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Friday, August 14, 2020, 18:01
Happy together
By ​Rebecca Lo
Friday, August 14, 2020, 18:01 By ​Rebecca Lo

Rebecca Lo observes how the boundaries between work, home and leisure have blurred completely in the time of COVID-19.

The Mills’ co-working spaces, Fabrica and Lab, provide well-equipped facilities to those working in textiles and garments industries. (PHOTO PROVIDED TO CHINA DAILY)

On a quiet lane uphill from North Point MTR station, architects Johnny Wong and Miho Hirabayashi of FAK3 interior design firm are wrapping up a meeting at Artistry Brewing Company (ABC). 

The lights dim, and Instagrammers begin wandering in from a terrace laced with colorful plants and floor to ceiling glass doors. ABC’s owner Xixi Chen begins the evening’s service, with help from her husband Wong and Hirabayashi. As stakeholders in the recently opened café, the three are used to wearing multiple hats. 

ABC is the latest example of how in today’s COVID-19 world, the boundaries between work, home and play have completely blurred. ABC offers a number of homemade pastries and savoury dishes that rival cuisine found in five-star hotel restaurants. In between breakfast, lunch and dinner hours, the space turns into FAK3’s conference venue — the back room conceals a printer and coffee roaster. At all hours, the space showcases FAK3’s line of bespoke furniture and crockery. 

The Mills’ co-working spaces, Fabrica and Lab, provide well-equipped facilities to those working in textiles and garments industries. (PHOTO PROVIDED TO CHINA DAILY)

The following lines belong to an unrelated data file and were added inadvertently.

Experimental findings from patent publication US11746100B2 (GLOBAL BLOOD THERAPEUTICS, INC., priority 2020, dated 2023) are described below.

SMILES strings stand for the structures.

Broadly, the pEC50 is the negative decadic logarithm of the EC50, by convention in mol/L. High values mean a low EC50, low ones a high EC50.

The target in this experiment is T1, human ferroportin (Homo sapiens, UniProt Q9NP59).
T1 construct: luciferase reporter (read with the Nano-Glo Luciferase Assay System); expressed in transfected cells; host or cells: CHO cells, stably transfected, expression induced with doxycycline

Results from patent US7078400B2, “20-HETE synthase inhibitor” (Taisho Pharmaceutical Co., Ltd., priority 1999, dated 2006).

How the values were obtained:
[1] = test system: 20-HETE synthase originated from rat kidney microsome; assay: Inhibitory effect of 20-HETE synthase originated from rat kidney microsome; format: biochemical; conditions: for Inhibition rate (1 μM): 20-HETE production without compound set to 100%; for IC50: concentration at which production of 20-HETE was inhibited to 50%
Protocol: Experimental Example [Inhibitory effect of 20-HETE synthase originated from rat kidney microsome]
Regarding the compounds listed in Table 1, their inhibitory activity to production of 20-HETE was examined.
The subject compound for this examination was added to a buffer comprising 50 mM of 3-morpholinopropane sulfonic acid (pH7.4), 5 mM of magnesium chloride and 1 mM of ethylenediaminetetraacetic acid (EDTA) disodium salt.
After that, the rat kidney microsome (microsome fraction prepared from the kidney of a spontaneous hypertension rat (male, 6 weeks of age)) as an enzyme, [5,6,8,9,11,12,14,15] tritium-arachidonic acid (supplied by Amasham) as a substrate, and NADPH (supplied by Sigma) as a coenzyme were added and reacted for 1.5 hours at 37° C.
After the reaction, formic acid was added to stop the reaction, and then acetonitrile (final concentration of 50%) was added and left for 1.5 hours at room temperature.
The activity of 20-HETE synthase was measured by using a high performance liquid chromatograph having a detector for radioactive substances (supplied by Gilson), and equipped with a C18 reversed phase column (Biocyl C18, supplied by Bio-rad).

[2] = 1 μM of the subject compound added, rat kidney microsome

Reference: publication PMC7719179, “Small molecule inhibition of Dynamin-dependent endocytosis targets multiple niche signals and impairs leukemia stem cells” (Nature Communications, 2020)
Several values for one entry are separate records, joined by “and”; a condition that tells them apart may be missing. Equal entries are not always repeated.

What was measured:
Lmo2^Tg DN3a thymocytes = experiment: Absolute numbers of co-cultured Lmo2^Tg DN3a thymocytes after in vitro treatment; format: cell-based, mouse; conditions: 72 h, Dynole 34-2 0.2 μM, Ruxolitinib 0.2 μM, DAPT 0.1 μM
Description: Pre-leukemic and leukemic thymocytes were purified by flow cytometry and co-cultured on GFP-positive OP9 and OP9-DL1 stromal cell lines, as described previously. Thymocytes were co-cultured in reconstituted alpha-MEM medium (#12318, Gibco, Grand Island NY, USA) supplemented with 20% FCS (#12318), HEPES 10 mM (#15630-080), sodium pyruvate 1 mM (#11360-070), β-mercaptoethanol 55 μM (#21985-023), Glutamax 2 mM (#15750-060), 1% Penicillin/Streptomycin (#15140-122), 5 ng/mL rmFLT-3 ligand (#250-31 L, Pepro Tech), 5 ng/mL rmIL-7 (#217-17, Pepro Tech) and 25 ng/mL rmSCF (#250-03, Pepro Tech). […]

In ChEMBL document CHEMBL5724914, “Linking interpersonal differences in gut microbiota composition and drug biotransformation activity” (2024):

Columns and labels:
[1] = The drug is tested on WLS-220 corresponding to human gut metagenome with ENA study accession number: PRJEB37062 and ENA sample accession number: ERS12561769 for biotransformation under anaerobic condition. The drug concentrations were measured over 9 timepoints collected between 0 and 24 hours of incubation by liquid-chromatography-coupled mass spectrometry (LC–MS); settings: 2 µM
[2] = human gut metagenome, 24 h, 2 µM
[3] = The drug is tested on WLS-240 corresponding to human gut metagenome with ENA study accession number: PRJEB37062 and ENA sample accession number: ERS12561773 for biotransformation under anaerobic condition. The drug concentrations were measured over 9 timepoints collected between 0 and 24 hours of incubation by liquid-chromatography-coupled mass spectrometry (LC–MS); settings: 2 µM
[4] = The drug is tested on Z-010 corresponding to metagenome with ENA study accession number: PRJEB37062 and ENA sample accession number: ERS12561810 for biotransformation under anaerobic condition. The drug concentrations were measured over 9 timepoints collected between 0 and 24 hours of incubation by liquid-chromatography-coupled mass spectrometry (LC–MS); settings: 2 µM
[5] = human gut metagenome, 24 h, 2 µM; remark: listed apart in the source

As work from home becomes the norm, more people seek alternate spaces to mimic the buzz from being surrounded by colleagues. Incorporating café culture into co-working spaces appeals precisely because the result is quiet corners to tackle professional tasks without the sight of dirty laundry or dishes to distract. 

“We had our studio here,” Wong explains, taking a sip of ABC’s signature pour over first-origin Ethiopian coffee. “Even though we are really close to the MTR, we are at the end of a lane and it’s very calm. I love coffee, and wanted to offer clients a decent cup during meetings. We learned that we had to get a restaurant license to do that. And when we were designing the space, I wanted to be able to enjoy a glass of wine or a gin and tonic. That led to our liquor license. Before we knew it, we had a restaurant.” 

Anchoring ABC is a central bar counter made from stainless steel and decorated with shou sugi ban, a weatherproof burnt wood favored in Japan. Contrasting the reclaimed wood furnishings sourced from China and Southeast Asia are zinc-clad walls and suspended serpentine tube lighting. Curios such as glassware and one-of-a-kind vases filled with flowers and plants spill from shelves and tabletops, creating a sense of welcome and a homey ambience.